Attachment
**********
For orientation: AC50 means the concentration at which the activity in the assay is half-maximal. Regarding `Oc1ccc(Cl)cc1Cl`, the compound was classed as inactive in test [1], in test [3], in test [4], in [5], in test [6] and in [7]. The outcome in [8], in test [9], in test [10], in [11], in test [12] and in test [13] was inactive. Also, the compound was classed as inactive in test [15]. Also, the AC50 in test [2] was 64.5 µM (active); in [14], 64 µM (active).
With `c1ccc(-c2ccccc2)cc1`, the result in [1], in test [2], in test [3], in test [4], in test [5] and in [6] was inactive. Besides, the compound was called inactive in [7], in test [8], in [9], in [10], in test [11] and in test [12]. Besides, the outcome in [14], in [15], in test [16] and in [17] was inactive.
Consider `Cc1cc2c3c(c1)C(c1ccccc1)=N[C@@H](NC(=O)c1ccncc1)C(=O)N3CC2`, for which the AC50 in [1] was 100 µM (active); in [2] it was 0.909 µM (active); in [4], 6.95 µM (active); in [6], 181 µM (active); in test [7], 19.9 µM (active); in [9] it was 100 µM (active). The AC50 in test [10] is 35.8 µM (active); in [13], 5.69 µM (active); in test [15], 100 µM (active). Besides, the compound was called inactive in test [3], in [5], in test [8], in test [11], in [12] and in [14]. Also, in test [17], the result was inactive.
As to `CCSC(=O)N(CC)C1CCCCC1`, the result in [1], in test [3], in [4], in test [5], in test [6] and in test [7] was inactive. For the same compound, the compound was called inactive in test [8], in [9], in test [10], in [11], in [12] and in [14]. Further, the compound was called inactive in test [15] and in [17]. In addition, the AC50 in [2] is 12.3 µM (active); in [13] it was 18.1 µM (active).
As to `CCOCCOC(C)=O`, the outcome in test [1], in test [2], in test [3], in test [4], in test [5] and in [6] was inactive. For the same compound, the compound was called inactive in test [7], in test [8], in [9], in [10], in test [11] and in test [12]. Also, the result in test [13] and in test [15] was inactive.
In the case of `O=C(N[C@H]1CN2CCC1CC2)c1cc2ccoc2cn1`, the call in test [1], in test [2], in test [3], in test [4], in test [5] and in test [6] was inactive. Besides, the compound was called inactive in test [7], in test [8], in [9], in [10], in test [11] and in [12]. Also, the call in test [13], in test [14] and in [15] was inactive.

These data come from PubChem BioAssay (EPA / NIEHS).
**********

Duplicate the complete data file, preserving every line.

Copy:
For orientation: AC50 means the concentration at which the activity in the assay is half-maximal. Regarding `Oc1ccc(Cl)cc1Cl`, the compound was classed as inactive in test [1], in test [3], in test [4], in [5], in test [6] and in [7]. The outcome in [8], in test [9], in test [10], in [11], in test [12] and in test [13] was inactive. Also, the compound was classed as inactive in test [15]. Also, the AC50 in test [2] was 64.5 µM (active); in [14], 64 µM (active).
With `c1ccc(-c2ccccc2)cc1`, the result in [1], in test [2], in test [3], in test [4], in test [5] and in [6] was inactive. Besides, the compound was called inactive in [7], in test [8], in [9], in [10], in test [11] and in test [12]. Besides, the outcome in [14], in [15], in test [16] and in [17] was inactive.
Consider `Cc1cc2c3c(c1)C(c1ccccc1)=N[C@@H](NC(=O)c1ccncc1)C(=O)N3CC2`, for which the AC50 in [1] was 100 µM (active); in [2] it was 0.909 µM (active); in [4], 6.95 µM (active); in [6], 181 µM (active); in test [7], 19.9 µM (active); in [9] it was 100 µM (active). The AC50 in test [10] is 35.8 µM (active); in [13], 5.69 µM (active); in test [15], 100 µM (active). Besides, the compound was called inactive in test [3], in [5], in test [8], in test [11], in [12] and in [14]. Also, in test [17], the result was inactive.
As to `CCSC(=O)N(CC)C1CCCCC1`, the result in [1], in test [3], in [4], in test [5], in test [6] and in test [7] was inactive. For the same compound, the compound was called inactive in test [8], in [9], in test [10], in [11], in [12] and in [14]. Further, the compound was called inactive in test [15] and in [17]. In addition, the AC50 in [2] is 12.3 µM (active); in [13] it was 18.1 µM (active).
As to `CCOCCOC(C)=O`, the outcome in test [1], in test [2], in test [3], in test [4], in test [5] and in [6] was inactive. For the same compound, the compound was called inactive in test [7], in test [8], in [9], in [10], in test [11] and in test [12]. Also, the result in test [13] and in test [15] was inactive.
In the case of `O=C(N[C@H]1CN2CCC1CC2)c1cc2ccoc2cn1`, the call in test [1], in test [2], in test [3], in test [4], in test [5] and in test [6] was inactive. Besides, the compound was called inactive in test [7], in test [8], in [9], in [10], in test [11] and in [12]. Also, the call in test [13], in test [14] and in [15] was inactive.

These data come from PubChem BioAssay (EPA / NIEHS).